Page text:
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Altered response of fibroblasts from human tympanosclerotic membrane to interacting mast cells: Implication for tissue remodeling

Pawelczyk, Tadeusz, Sakowicz-Burkiewicz, Monika, Wesserling, Martyna, Grden, Marzena, Kuczkowski, Jerzy
The international journal of biochemistry & cell biology 2014 v.57 pp. 35-44
coculture, collagen, crosslinking, fibroblasts, fibrosis, functional properties, gelatinase B, histology, humans, immunoglobulin E, interleukin-6, mast cells, otitis media, pathogenesis, transforming growth factor beta 1, tumor necrosis factor-alpha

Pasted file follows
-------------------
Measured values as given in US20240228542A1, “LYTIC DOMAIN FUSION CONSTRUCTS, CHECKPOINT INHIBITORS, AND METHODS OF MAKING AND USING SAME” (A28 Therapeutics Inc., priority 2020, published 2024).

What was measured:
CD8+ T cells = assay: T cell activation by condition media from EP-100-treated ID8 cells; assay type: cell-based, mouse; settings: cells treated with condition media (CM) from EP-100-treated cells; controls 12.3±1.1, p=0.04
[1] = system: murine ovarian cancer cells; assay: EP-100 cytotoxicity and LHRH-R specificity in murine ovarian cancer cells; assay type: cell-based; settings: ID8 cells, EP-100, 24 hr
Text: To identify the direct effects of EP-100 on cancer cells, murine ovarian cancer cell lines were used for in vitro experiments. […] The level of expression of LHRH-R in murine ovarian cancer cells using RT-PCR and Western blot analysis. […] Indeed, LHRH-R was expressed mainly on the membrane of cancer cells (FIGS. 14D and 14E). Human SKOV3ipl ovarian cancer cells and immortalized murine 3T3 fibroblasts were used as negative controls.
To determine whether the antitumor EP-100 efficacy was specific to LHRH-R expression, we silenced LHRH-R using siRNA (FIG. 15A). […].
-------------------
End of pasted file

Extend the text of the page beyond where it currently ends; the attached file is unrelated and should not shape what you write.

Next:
Several lines of evidence suggest that a tympanosclerotic (TMS) lesion often develops secondary to acute and chronic otitis media. Histological findings indicate that fibroblasts and inflammatory cells, including mast cells, play a key role in the tympanosclerotic plaque formation. However, details on the functional characteristics of tympanosclerotic fibroblasts (FsᵀᴹS) are scanty. Therefore the aim of our study was to examine the activity of human fibroblasts from tympanosclerotic lesions and to evaluate the influence of stimulated by crosslinking of IgE receptor mast cells (HMC-1Fᶜɛᴿᴵ) on fibroblast functional behavior. We observed that fibroblasts from normal tympanic membrane (Fsᵀᴹ) released less TNF-α, TGF-β1 and IL-6 compared to FsᵀᴹS. FsᵀᴹS but not Fsᵀᴹ upon interaction with HMC-1Fᶜɛᴿᴵ released increased quantities of TNF-α and TGF-β1. Exposing the fibroblast to HMC-1Fᶜɛᴿᴵ cells resulted in an increased synthesis of proteins including collagen. We noted that the COL2A1 transcript level increased ∼5- and ∼12-fold in Fsᵀᴹ and FsᵀᴹS co-cultured with HMC-1Fᶜɛᴿᴵ, respectively. Both Fsᵀᴹ and FsᵀᴹS upon maintenance in the primary culture released significant quantities of matrix metalloproteinase 9 (MMP-9). However, FsᵀᴹS released ∼5-fold more MMP-9 activity compared to the Fsᵀᴹ cultures. The mast cell-induced release of TNF-α, TGF-β1 and MMP-9 sustained for a longer time in FsᵀᴹS cultures compared to Fsᵀᴹ.Concluding, our data strongly indicate that increased fibroblast sensitivity to mast cell stimulation greatly contributes to the excessive fibrosis and pathological remodeling of the tympanic membrane. We postulate that the persistency of the FsᵀᴹS activated state could be an important factor in the pathogenesis of tympanosclerosis.